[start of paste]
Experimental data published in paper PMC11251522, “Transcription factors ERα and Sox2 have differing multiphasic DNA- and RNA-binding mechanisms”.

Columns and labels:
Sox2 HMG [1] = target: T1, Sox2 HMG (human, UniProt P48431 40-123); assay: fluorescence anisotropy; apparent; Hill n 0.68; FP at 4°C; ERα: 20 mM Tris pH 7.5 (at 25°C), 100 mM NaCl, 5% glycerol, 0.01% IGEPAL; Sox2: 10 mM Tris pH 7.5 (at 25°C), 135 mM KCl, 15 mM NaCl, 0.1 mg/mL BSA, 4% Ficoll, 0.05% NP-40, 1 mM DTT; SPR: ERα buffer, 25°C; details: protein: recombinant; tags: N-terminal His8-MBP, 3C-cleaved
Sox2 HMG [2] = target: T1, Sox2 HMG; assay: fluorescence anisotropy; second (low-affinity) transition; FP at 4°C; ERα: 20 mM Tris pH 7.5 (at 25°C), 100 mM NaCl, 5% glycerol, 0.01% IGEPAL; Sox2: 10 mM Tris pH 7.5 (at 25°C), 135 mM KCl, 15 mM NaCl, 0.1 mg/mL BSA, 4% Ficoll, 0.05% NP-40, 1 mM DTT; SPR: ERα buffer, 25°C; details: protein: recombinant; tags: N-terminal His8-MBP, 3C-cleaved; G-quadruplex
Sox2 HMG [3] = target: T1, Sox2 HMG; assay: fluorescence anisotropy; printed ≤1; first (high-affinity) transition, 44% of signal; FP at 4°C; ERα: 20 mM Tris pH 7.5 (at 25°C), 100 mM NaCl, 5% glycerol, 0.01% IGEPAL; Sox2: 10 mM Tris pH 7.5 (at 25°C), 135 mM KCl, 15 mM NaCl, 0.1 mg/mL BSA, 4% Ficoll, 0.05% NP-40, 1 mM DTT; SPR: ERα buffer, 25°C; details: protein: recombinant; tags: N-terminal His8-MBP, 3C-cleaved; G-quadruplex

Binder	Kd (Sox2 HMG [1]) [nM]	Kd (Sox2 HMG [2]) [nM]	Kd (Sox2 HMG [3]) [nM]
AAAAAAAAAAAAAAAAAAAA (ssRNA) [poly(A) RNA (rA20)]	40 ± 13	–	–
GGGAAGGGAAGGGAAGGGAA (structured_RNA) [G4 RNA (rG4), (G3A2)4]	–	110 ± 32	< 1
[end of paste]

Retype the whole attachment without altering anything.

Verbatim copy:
Experimental data published in paper PMC11251522, “Transcription factors ERα and Sox2 have differing multiphasic DNA- and RNA-binding mechanisms”.

Columns and labels:
Sox2 HMG [1] = target: T1, Sox2 HMG (human, UniProt P48431 40-123); assay: fluorescence anisotropy; apparent; Hill n 0.68; FP at 4°C; ERα: 20 mM Tris pH 7.5 (at 25°C), 100 mM NaCl, 5% glycerol, 0.01% IGEPAL; Sox2: 10 mM Tris pH 7.5 (at 25°C), 135 mM KCl, 15 mM NaCl, 0.1 mg/mL BSA, 4% Ficoll, 0.05% NP-40, 1 mM DTT; SPR: ERα buffer, 25°C; details: protein: recombinant; tags: N-terminal His8-MBP, 3C-cleaved
Sox2 HMG [2] = target: T1, Sox2 HMG; assay: fluorescence anisotropy; second (low-affinity) transition; FP at 4°C; ERα: 20 mM Tris pH 7.5 (at 25°C), 100 mM NaCl, 5% glycerol, 0.01% IGEPAL; Sox2: 10 mM Tris pH 7.5 (at 25°C), 135 mM KCl, 15 mM NaCl, 0.1 mg/mL BSA, 4% Ficoll, 0.05% NP-40, 1 mM DTT; SPR: ERα buffer, 25°C; details: protein: recombinant; tags: N-terminal His8-MBP, 3C-cleaved; G-quadruplex
Sox2 HMG [3] = target: T1, Sox2 HMG; assay: fluorescence anisotropy; printed ≤1; first (high-affinity) transition, 44% of signal; FP at 4°C; ERα: 20 mM Tris pH 7.5 (at 25°C), 100 mM NaCl, 5% glycerol, 0.01% IGEPAL; Sox2: 10 mM Tris pH 7.5 (at 25°C), 135 mM KCl, 15 mM NaCl, 0.1 mg/mL BSA, 4% Ficoll, 0.05% NP-40, 1 mM DTT; SPR: ERα buffer, 25°C; details: protein: recombinant; tags: N-terminal His8-MBP, 3C-cleaved; G-quadruplex

Binder	Kd (Sox2 HMG [1]) [nM]	Kd (Sox2 HMG [2]) [nM]	Kd (Sox2 HMG [3]) [nM]
AAAAAAAAAAAAAAAAAAAA (ssRNA) [poly(A) RNA (rA20)]	40 ± 13	–	–
GGGAAGGGAAGGGAAGGGAA (structured_RNA) [G4 RNA (rG4), (G3A2)4]	–	110 ± 32	< 1